(BEGIN VIDEO CLIP)

SEAN SPICER, WHITE HOUSE PRESS SECRETARY: I think there's a hybrid there. I think some people are clearly upset but there is a bit of professional protester, manufactured base in there. But there are obviously there are people that are upset, but I also think that when you look at some of these districts and some of these things, it is not a representation of a member's district or an incident. It is a loud group, small group of people disrupting something in many cases for media attention.

(END VIDEO CLIP)

KING: Translation, not to worry from the new Republican White House Press Secretary, which sounds like a former new Democratic White House Press Secretary.

(BEGIN VIDEO-CLIP)

UNIDENTIFIED MALE: This White House contention that they angered at some members of Congress are experiencing a Town Hall meetings especially over healthcare reform, is manufactured?

ROBERT GIBBS, WHITE HOUSE PRESS SECRETARY: I think some of it is, yes. And, in fact I think you've had groups today, conservatives for patient's rights that have bragged about organizing and manufacturing that anger.

(END VIDEO CLIP)

KING: Now Democrats learned, first in 2010, and then again in 2014 that organized or not, it matters if you can turn that energy into what the two -- Tea Party elections. The question is -- and the Tea Party people pushed back. They say this is nothing like it. But how do they even know? Do we know the answer to that question at this point?

MARY KATHARINE HAM, THE FEDERALIST: I don't think we know the answer to the question. Well, I think these things are always a mix of sort of organic anger and to some organizing on top of it. And that's fine. That doesn't delegitimize what's going on. I think the huge question for Liberal activists and for Democrats is what to learn from the Tea Party, and what not to learn from them, and what to copy and what not?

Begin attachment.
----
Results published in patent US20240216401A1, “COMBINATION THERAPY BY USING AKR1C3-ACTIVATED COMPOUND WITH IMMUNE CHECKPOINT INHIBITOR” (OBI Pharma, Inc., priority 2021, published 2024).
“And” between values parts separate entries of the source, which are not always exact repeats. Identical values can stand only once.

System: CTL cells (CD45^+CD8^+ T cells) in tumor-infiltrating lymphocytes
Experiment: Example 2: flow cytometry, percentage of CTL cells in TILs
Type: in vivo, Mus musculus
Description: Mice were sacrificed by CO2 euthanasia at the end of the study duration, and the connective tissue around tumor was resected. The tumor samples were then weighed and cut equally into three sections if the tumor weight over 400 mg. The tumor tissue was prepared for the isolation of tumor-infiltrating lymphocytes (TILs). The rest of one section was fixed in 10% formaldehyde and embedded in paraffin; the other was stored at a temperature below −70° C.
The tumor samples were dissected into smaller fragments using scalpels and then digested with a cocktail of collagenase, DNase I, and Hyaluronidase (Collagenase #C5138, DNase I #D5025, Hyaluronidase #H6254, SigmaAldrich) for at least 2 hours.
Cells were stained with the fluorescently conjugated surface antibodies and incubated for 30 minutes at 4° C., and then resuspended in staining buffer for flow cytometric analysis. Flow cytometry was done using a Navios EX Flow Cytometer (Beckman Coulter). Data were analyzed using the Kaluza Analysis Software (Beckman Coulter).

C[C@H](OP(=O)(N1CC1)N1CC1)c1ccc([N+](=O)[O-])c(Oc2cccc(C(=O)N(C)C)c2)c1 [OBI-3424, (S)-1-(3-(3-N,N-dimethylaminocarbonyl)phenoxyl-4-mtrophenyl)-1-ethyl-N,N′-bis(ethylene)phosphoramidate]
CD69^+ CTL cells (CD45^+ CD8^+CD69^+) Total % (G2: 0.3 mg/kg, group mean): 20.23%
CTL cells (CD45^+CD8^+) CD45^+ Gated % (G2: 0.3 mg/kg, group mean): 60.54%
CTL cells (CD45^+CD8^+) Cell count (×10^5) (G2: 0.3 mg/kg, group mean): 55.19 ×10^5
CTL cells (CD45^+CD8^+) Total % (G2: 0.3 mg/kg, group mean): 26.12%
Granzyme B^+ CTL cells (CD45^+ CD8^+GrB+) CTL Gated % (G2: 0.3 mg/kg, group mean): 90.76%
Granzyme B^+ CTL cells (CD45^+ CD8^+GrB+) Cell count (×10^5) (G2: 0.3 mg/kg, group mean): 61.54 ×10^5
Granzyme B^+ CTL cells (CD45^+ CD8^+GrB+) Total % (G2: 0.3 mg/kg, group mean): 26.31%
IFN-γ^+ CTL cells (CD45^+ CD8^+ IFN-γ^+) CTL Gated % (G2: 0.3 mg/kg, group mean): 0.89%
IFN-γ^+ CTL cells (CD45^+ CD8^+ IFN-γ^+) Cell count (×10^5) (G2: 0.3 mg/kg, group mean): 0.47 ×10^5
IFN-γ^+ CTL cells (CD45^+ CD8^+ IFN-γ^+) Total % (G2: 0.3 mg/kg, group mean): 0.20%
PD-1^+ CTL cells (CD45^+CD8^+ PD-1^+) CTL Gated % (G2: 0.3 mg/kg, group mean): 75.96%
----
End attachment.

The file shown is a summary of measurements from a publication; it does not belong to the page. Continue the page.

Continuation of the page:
And so I think when it comes to, for instance, the policy on this as the replacing or repeal and replace possibly moves through, do they obstruct on every possibility? There is some polling in battleground states done by a right winning advocacy groups just a -- what do we mean by that -- that shows that there is danger in that obstruction part, too, as well as danger in --

KING: Right.

HAM: -- the repeal parts. That's one thing to look out for.

And the other thing is, electorally, how many districts are going to end up actually being mismatched to their representative, who are more liberal than their representative, because of redistricting and because of many Republican wins over many years. Those mismatches are not as common as they were during the Tea Party years for the right. So I think, that's a question, too. How many of you can actually flip?

OLIVER KNOX, YAHOO NEWS: And the really important thing, too, is that Democrats have set their sights on recapturing as many governorships as possible.

KING: Right.

KNOX: Ahead of the next census. And so we got to see how they sustain this passion through that process. Democrats famously don't do that well in midterm elections. But you wonder whether they can sustain this through the gubernatorial elections, which are the ones that they really, really want to get back.